Low-dose methotrexate therapy can be used to treat rheumatoid arthritis, asthma, psoriasis, and other inflammatory diseases. When the drug is used for these conditions, the dose is administered weekly or twice a week. Unfortunately, it is not uncommon for the Institute for Safe Medication Practices (ISMP) to receive reports of oral methotrexate overdoses, and even fatalities, due to accidental daily instead of weekly dosing.
In one case, a physician decided to add methotrexate 10 mg weekly to a psoriasis patient's daily prednisone regimen. Methotrexate 2.5 mg tablets were prescribed with instructions to "take 2 tablets on Monday morning and 2 tablets Monday at bedtime."For some reason, the pharmacy label was unclear to the patient. Because her doctor described the methotrexate as "supplemental therapy to her prednisone," the patient assumed that it was to be taken every day with her prednisone. She took 4 tablets (10 mg) daily for 1 week before being admitted to the hospital due to intolerable nausea, vomiting, and diarrhea.
Another report described a patient who was to receive 15 mg of methotrexate weekly. The prescription was written for the 2.5 mg tablets with instructions to take 3 tablets every 12 hours. Unfortunately, the physician mistakenly omitted "once weekly"on the prescription. The pharmacist who processed and dispensed the prescription spoke to the patient and told him that it seemed like a high dose for the conditions for which he was being treated. Nonetheless, the pharmacist reinforced the physician's incorrect directions. After 6 days of treatment, the patient was admitted to the hospital with rectal bleeding, mouth sores, and myalgias.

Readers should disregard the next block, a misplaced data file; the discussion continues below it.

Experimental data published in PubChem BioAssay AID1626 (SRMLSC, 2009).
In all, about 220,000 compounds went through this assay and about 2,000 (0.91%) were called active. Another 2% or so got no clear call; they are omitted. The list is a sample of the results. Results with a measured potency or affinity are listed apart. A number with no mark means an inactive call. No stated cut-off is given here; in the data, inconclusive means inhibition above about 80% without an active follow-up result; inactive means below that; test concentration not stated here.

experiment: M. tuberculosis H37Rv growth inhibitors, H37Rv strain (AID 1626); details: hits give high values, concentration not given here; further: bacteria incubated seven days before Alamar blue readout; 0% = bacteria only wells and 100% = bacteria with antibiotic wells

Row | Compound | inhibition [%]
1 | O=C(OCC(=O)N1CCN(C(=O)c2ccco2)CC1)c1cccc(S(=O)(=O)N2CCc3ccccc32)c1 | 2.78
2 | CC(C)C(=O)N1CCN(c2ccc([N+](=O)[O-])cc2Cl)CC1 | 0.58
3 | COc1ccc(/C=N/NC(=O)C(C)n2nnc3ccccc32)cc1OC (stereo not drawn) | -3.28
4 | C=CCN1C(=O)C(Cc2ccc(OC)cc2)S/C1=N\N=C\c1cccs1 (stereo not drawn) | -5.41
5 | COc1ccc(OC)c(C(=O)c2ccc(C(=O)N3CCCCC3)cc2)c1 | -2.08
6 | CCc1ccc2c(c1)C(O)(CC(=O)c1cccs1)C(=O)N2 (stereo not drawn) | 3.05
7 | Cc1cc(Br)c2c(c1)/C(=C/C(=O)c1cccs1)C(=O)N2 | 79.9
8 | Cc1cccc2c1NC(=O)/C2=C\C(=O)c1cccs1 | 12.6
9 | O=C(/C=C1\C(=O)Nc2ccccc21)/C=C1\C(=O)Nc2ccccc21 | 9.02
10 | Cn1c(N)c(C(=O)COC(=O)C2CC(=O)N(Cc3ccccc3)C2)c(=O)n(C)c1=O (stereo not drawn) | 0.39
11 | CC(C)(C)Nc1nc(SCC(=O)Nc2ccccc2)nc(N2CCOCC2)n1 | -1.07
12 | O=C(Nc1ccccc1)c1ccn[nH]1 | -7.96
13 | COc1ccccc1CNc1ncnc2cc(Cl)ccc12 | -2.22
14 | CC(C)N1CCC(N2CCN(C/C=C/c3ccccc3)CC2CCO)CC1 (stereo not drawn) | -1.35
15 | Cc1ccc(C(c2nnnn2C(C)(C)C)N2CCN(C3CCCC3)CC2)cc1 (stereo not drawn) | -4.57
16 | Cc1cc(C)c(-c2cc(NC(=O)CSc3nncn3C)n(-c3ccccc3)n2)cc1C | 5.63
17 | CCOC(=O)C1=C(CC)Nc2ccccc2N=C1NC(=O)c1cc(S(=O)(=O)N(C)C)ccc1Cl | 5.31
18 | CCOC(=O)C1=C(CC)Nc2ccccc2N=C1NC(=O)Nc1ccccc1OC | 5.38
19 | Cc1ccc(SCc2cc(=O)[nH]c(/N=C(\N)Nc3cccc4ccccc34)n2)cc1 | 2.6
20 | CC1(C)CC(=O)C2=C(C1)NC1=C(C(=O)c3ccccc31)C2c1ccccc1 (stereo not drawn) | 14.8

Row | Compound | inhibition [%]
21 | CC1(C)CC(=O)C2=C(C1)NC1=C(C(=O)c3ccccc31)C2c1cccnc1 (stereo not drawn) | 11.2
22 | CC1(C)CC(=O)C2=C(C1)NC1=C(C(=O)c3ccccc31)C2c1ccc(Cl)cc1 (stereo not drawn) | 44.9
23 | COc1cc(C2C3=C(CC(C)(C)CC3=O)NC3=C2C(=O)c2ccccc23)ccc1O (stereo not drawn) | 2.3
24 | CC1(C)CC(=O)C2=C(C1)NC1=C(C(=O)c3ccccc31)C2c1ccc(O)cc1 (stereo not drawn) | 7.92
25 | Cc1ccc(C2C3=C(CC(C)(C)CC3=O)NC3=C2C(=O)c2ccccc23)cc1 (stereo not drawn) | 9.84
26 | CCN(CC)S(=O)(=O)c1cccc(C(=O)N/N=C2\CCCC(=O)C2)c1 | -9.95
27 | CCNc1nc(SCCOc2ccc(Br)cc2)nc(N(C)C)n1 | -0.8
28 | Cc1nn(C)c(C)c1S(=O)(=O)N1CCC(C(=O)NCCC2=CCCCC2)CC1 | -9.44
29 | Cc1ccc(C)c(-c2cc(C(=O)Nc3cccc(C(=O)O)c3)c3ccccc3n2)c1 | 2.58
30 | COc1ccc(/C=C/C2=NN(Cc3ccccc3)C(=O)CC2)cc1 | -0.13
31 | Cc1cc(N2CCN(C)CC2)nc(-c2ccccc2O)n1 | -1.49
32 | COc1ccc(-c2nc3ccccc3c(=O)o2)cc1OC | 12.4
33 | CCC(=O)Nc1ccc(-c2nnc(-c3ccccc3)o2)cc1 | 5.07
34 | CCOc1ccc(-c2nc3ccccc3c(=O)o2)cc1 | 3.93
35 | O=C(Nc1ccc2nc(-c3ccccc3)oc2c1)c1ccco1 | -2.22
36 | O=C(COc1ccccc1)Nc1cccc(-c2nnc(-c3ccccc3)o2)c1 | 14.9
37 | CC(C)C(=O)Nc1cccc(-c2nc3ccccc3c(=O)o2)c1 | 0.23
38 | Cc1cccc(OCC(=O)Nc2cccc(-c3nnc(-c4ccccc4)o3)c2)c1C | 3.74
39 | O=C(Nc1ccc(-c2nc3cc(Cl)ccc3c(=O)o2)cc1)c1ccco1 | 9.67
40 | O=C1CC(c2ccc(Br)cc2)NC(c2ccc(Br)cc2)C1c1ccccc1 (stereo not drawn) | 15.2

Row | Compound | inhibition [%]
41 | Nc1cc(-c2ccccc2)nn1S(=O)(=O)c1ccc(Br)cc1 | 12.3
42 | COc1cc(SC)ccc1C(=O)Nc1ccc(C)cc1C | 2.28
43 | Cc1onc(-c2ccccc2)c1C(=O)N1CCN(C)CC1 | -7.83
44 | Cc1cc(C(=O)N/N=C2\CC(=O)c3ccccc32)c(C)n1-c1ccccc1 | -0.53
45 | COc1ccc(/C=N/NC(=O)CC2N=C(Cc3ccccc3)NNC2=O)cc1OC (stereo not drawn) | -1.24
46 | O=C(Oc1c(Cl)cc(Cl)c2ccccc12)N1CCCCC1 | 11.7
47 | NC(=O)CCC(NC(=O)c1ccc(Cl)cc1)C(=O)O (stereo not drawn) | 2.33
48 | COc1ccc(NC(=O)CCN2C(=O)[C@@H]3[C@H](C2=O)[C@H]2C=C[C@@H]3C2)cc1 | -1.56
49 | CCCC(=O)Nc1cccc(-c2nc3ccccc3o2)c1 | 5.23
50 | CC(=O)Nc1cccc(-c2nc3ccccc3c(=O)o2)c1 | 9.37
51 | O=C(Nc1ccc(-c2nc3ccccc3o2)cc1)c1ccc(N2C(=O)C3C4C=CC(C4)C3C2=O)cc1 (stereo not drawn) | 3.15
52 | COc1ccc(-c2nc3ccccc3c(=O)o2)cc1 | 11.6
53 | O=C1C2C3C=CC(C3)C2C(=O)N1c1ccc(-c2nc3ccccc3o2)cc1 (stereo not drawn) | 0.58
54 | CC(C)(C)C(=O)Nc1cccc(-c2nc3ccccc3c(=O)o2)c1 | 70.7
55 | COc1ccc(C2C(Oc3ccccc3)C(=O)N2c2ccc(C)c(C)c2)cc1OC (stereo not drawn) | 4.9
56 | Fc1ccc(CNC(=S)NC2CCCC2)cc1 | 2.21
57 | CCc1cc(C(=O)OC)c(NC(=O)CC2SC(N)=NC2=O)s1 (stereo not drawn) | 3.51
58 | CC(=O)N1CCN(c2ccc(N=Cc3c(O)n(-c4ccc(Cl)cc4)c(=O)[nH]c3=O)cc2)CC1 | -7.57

In yet another report, a patient picked up a refill of what was intended to be a 90-day supply of metoclopramide 5 mg with instructions to take 1/2 tablet (2.5 mg) 4 times daily. The vial, however, contained 360 tablets of methotrexate 2.5 mg instead. The patient did not question the change in tablet appearance. She took the medication as prescribed for several days before she developed internal and external hemorrhaging, which led to a lengthy hospitalization and numerous blood transfusions.
Methotrexate is considered a high-alert medicationa drug that bears a heightened risk of causing significant patient harm when it is used in error. For this reason, extra precautions should be taken when prescribing, dispensing, or administering methotrexate. Clearly, these reports stress the underlying need for health care practitioners to improve patient education efforts. ISMP recommends the following safeguards to reduce the risk of an error when oral methotrexate is prescribed:
Drs. Kelly and Vaida are both with the Institute for Safe Medication Practices (ISMP). Dr. Kelly is the editor of ISMP Medication Safety Alert! Community/ Ambulatory Care Edition, and Dr. Vaida is the executive director of ISMP.
Report Medication Errors
The reports described here were received through the USP Medication Errors Reporting Program, which is presented in cooperation with the Institute for Safe Medication Practices (ISMP). ISMP is a nonprofit organization whose mission is to understand the causes of medication errors and to provide time-critical error-reduction strategies to the health care community, policy makers, and the public. Throughout this series, the underlying system causes of medication errors will be presented to help readers identify system changes that can strengthen the safety of their operation.
If you have encountered medication errors and would like to report them, you may call ISMP at 800-324-5723 (800-FAILSAFE) or USP at 800-233-7767 (800-23-ERROR). ISMP's Web address is www.ismp.org.
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